Senior Leah Hickman worked for the Laura Ingalls Wilder Memorial Society last summer. | Courtesy

When senior Leah Hickman was a little girl, she loved to look through her “Little House on the Prairie” picture books. As Hickman matured, her love for the the “Little House” books and their author, Laura Ingalls Wilder, grew from a childhood favorite to a nostalgic admiration — not only did Hickman take a class on Wilder with Visiting Professor Dedra Birzer, but she also spent last summer interning for the Laura Ingalls Wilder Memorial Society in DeMitt, South Dakota.

“Today, I love these books because they remind me of my own childhood,” Hickman said. “In a way, I grew up with Laura, and I hope to hang on to her pioneer determination and appreciation of the simple and beautiful things in life.”

On Tuesday, Feb. 7, at 7 p.m., “Little House” enthusiasts will celebrate both Wilder’s 150th birthday and the 85th anniversary of the publication of “Little House in the Big Woods” at a discussion and reception held by Public Service Librarian Brenna Wade in the Heritage Room of Mossey Library.

“Wilder’s work is a series of cherished children’s books, and most people have strong memories of reading them,” Wade said. “Everyone can participate in our discussion and we can learn from what other people have to offer.”

Celebration attendees can expect to discuss Wilder’s books from both historical and literary perspectives. During this discussion, as with each of her semesterly reading events, Wade encourages students to revisit classic, beloved books for the sole purpose of reading for pleasure.

Both Hickman and Wade said Wilder and her works deserve remembering for the beauty and simplicity they emanate.

“What’s most interesting about her books is how they are simple and quiet. They are good stories even though there is not necessarily a lot of plot, not a lot of action. Instead it was about the day to day life of the Ingalls family,” Wade said. “They are comforting stories of love and a family doing what it takes to survive, shown from a kid’s perspective — not harsh, but rosier.”

In her eight-book autobiographical series “Little House on the Prairie,” Wilder recounts the trials and triumphs of her family’s westward journey throughout the mid- to late- 19th century. Her memories flow in a simple but powerful narrative. Sophomore Emily Heubaum, who plans to attend Tuesday’s event, said she enjoyed the series “because she wrote from the perspective of a child for children.”

With a voice as gentle, innocent, and playful as a child recounting her day, Wilder tells story after story, and her readers encounter the themes of their own childhood in an older setting and far-off place. With Wilder, they recognize the delicious softness of grandmother’s house, the fresh joy of playtime, the first sting of jealousy among friends, the bliss and exasperation of sisterhood.

In “Little House in the Big Woods,” the first installment of the series, Wilder describes the last moments of the her family’s stable life in Wisconsin, including a joyous Christmas celebration complete with feasting, dancing, and homemade molasses candy. Two books later, in “Little House on the Prairie,” the family packs their few possessions in a covered wagon and begins their journey west.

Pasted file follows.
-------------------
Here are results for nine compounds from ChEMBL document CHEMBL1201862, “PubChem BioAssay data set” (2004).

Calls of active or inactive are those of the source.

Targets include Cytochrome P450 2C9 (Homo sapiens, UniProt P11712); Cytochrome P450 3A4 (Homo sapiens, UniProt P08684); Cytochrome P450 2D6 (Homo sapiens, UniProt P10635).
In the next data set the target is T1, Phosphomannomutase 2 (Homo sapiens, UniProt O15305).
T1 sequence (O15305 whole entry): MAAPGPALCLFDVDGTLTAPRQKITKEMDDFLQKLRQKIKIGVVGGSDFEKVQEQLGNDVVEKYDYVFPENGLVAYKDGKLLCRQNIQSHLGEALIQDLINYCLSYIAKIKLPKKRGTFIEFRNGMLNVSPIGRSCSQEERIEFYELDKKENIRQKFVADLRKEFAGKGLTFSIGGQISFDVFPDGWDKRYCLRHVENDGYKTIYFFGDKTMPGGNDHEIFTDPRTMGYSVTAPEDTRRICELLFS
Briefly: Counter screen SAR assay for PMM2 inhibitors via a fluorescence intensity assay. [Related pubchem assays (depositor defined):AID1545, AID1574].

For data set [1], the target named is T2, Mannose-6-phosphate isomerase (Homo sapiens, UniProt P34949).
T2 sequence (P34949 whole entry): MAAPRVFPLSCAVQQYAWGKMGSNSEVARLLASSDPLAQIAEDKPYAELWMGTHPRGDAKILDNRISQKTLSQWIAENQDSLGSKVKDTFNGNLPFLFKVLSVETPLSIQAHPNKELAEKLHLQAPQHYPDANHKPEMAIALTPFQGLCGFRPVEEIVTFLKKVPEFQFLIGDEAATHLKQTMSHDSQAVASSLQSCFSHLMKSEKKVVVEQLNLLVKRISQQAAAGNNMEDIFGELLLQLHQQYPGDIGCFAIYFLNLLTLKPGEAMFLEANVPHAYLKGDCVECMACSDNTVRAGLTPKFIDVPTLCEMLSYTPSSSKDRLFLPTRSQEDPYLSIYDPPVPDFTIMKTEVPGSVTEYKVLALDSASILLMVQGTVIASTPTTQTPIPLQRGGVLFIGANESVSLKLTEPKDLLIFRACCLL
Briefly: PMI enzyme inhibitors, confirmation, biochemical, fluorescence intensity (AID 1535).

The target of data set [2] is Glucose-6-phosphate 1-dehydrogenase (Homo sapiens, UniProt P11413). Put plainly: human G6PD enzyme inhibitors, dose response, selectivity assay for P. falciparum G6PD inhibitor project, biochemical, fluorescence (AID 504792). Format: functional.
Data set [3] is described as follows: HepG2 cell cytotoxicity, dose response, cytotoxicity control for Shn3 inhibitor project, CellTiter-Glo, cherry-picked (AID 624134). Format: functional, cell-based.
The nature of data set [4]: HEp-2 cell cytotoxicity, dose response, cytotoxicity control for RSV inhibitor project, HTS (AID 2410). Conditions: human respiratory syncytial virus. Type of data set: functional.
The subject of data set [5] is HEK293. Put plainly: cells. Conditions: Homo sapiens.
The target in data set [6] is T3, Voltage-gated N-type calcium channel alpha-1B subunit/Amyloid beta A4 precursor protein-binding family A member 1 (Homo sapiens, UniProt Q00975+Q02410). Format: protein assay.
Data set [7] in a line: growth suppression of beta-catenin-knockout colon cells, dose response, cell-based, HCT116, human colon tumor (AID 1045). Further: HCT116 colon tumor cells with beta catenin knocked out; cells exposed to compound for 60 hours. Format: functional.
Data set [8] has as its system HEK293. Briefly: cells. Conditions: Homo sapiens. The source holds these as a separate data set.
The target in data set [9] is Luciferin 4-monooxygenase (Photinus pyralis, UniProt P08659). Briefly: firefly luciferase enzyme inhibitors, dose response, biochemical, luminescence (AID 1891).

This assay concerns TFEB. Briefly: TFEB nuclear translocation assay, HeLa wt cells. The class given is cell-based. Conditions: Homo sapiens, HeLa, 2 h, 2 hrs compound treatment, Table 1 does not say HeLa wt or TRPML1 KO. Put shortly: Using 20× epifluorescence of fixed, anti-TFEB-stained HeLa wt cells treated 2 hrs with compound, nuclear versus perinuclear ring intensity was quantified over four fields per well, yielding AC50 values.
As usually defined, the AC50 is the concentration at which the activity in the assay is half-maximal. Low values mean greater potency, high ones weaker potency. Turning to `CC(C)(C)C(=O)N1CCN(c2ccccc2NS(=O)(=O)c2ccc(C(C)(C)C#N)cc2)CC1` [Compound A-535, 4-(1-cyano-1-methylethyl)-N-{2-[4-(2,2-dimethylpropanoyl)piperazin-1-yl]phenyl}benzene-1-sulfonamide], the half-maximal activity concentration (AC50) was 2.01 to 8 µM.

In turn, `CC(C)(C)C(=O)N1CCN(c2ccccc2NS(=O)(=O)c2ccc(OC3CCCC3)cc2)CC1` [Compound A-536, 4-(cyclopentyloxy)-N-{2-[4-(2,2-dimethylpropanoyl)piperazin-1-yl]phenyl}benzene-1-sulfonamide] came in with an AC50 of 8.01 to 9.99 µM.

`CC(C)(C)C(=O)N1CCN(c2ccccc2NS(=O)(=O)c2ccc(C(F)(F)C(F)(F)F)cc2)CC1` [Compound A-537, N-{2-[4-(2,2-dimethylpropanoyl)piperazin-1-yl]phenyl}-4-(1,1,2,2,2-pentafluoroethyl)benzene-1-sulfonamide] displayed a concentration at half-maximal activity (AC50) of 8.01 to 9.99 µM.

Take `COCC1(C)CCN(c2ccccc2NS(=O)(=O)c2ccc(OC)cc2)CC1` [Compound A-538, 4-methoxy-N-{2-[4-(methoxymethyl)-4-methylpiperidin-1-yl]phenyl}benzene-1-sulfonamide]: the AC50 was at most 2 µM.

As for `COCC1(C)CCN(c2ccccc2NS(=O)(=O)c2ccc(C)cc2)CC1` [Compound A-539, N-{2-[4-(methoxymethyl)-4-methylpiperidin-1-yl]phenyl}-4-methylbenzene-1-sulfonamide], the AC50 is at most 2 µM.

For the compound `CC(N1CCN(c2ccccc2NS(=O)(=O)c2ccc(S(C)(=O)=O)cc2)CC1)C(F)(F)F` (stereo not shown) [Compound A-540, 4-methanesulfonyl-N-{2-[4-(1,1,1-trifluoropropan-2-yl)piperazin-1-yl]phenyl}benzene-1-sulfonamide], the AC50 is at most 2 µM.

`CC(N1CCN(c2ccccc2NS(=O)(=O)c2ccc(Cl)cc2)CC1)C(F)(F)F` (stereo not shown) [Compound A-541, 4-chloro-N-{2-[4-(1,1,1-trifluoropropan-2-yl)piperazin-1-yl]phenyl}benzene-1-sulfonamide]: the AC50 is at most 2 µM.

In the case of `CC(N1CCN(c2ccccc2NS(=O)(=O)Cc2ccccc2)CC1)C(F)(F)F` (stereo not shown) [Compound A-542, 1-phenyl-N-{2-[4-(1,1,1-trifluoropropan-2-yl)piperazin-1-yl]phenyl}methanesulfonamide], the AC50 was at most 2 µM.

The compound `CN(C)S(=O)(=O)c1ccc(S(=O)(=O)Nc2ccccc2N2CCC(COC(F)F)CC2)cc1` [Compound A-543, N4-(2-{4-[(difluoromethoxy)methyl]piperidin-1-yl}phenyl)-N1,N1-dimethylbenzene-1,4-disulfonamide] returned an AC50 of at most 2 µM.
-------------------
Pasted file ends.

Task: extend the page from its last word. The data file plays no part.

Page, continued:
“Laura’s life has always captured my imagination because of its simplicity. Even though it was simple, however, Laura had no trouble pointing out the little adventures that came in the everyday, mundane matters of life,” Hickman said. “Through her writing, these adventures continually come alive for me as a reader. I get to see the unsettled lands of the American West through her eyes, and I get to experience pioneer struggles and triumphs alongside her.”

Throughout her books, Wilder tells of pastimes long forgotten, like sewing doll clothes out of fabric scraps, crafting crowns of wildflowers picked from the prairie, and singing along as her father plays the fiddle by the fire. The series also depicts unimaginable challenges, including crossing raging rivers, suffering the destruction of crops by swarms of locusts, rationing food at the instruction of a friendly Native American elder in preparation for a incredibly long winter, and struggling to survive various deadly illnesses without the assistance of modern-day medicine.

From building a temporary homestead in the side of a hill in Minnesota (“On the Banks of Plum Creek”) to learning how to swim and fish on Silver Lake (“On the Shores of Silver Lake”), the series prompts young readers to imagine life before cars, corner stores, or computers. Wade said she believes the books to capture the essence of every child who dreams the pioneer life — Wilder’s anecdotes indulge children whose imaginations wander to the days of one-room school houses, lunch pails, penny candies, and horse-drawn carriages.

Though Wilder is most famous for “Little House on the Prairie,” she also wrote several other books commemorating her adult life, most of which were published posthumously. All of her books, however, speak to her superb character.

“My favorite things about Wilder are her extremely determined personality and her sense of humor,” Hickman said. “Even though Laura only grew to be 4 feet and 11 inches, not much scared that feisty gal, and she never gave up easily — especially when it came to helping her family. She also knew the importance of laughter. Her humorous perspective of life helps me remember that nothing — not even a tough life on the prairie — is too serious to lighten up by a joke or some dancing every now and then.”